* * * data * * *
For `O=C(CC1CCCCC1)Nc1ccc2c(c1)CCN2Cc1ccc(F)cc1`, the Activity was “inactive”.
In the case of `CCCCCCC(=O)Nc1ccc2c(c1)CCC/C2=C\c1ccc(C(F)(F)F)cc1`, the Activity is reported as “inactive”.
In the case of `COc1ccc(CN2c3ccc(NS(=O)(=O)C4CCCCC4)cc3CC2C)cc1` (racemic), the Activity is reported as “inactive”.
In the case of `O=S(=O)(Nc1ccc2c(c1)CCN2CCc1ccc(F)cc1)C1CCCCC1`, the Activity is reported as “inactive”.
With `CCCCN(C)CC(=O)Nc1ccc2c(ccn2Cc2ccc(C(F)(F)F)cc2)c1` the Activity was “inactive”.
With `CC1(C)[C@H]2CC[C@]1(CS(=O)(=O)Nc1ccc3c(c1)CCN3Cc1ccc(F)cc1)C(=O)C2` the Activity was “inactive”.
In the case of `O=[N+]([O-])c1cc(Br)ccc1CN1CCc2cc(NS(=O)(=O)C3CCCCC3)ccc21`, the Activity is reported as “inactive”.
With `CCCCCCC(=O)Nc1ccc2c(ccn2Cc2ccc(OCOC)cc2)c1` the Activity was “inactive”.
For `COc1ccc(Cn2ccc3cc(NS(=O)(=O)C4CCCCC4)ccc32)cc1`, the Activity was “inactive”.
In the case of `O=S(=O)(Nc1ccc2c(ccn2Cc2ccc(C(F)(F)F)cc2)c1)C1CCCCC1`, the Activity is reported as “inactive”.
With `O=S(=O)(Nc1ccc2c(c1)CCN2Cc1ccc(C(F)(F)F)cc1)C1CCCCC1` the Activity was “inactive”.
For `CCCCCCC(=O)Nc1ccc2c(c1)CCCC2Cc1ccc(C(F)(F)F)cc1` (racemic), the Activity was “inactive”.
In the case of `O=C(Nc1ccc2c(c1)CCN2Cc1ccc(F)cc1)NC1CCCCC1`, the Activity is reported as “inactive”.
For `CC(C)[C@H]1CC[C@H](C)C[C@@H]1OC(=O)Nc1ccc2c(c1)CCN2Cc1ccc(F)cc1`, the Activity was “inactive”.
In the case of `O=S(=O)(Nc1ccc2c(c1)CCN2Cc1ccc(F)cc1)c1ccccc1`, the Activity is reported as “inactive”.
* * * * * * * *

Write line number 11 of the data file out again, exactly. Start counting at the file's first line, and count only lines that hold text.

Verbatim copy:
With `O=S(=O)(Nc1ccc2c(c1)CCN2Cc1ccc(C(F)(F)F)cc1)C1CCCCC1` the Activity was “inactive”.